Ben Marks, whose five-year-old Minnetonka firm manages more than $500 million, will host a client golf tournament in Paris next summer.
That would be Paris, Ill.
Marks, 50, the son of an Amboy, Minn., farmer, manages about $100 million for several dozen clients who became millionaires when they sold their employee-owned feed mill to Cargill Inc. in 1994.
“I play the farm card a lot,” quipped Marks, who once studied to be a veterinarian. “I can still talk corn and hogs. My brother farms. But most of our client growth is in the western suburbs [of Minneapolis].”
Marks and his partner, John Feste, and their eight-employee Marks Group also embody a growing trend away from Wall Street, which 20 years ago dominated the brokerage and money-management trade.
In 2008, Marks and five other brokers, who were managing money as a team at the Wayzata office of UBS Securities, left to start their own firm with about 170 clients and $220 million. The stock market was crashing amid the credit crisis, the failure of Lehman Brothers and the federal bailout of the nation’s largest financial institutions. The Great Recession followed.
Meanwhile, firms such as E.F. Hutton (where Marks started out), Kidder Peabody, Paine Webber and the retail brokerage of Piper Jaffray had merged into larger houses, such as Switzerland-based UBS and Merrill Lynch. Those bigger firms had well-publicized regulatory problems even before the recession.
“Investors want to do business with a local, independent firm that’s separate from the Wall Street institutions that create the products,” Marks said.
Overall, the number of financial advisers has declined from 339,920 in 2005 on Wall Street, at banks, insurance shops and regional brokerages to 307,623 last year, according to Cerulli Associates, the Boston-based research service. Meanwhile, registered investment advisers (RIAs) working at independent shops such as Marks Group, Disciplined Growth Investors and Minneapolis Portfolio Management Group have nearly doubled in number to 46,352, or about 15 percent of the industry, since 2005.
Managing, investing money
These RIAs, a subset of the adviser ranks who need additional industry certification, don’t just represent stocks and bonds to clients, but directly manage and invest their money.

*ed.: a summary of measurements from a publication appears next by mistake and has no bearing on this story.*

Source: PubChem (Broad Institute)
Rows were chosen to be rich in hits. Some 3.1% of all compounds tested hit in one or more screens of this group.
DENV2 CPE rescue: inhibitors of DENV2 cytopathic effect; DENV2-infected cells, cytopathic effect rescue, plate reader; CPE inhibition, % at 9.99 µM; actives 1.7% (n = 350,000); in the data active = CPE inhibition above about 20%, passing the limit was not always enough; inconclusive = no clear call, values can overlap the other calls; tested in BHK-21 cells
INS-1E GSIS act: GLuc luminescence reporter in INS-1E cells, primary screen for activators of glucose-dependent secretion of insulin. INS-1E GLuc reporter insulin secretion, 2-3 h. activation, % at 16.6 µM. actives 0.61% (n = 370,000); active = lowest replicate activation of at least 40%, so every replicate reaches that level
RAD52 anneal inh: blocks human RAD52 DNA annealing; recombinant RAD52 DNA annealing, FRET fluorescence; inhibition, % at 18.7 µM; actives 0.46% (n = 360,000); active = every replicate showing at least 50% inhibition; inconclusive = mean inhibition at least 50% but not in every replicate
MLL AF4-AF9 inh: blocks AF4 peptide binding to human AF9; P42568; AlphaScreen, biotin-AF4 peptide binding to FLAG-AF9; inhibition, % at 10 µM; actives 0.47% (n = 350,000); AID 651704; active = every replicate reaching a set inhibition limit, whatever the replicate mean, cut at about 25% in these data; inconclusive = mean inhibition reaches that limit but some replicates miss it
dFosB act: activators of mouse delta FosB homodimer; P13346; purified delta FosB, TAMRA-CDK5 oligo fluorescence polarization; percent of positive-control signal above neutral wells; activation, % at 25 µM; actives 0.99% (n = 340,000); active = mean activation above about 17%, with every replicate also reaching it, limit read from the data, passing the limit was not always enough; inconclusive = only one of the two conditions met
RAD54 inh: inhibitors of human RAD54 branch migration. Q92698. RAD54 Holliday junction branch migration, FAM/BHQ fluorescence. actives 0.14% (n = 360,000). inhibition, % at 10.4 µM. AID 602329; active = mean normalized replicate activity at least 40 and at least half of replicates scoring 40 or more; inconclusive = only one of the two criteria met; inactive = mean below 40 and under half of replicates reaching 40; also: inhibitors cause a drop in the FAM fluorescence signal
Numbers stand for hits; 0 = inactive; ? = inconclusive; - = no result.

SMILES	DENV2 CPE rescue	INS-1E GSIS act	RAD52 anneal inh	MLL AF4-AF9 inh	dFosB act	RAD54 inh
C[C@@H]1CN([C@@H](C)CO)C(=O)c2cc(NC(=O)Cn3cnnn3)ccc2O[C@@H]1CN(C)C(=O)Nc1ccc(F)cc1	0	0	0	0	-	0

In a recent report, Cerulli said this independent channel of financial adviser is expected to be the “sole source of head count growth through 2017,” as numbers decline in the traditional channels of Wall Street “wire houses,” banks and insurance companies, and regional brokerages.
Marks and Feste said their typical client, with a couple million dollars in investable assets, typically pays a 1 percent annual fee instead of the 2 percent they said usually is baked into fees, commissions and product charges associated with Wall Street shops and insurance companies.
“We’ve looked at customer statements where they pay 2 percent and then we show them where they paid 7 percent for a variable annuity and 3 percent per year,” Feste said. “Our fees are a line item on the client’s quarterly statement in real dollars,” Feste said.
The Marks Group spends a significant 5 percent on marketing annually, including several billboard ads in 2012 that attacked Wall Street firms, and a series of billboard and radio ads last spring that extolled Marks Group advisers as experienced client advocates. Marks said the campaigns helped to bring in about $50 million in new assets.
‘An upfront guy’
But most of the firm’s growth comes from increases in market value since 2009 and word-of-mouth referrals by existing clients.
“Ben Marks is an upfront guy,” said Steve Eitel, 69, who retired from the Illinois Cereal mill in 1994 after Cargill bought it. Marks got his first customer on a client referral that year while he worked at the former Dain Rauscher, now part of RBC Financial. Over the years, he picked up dozens more.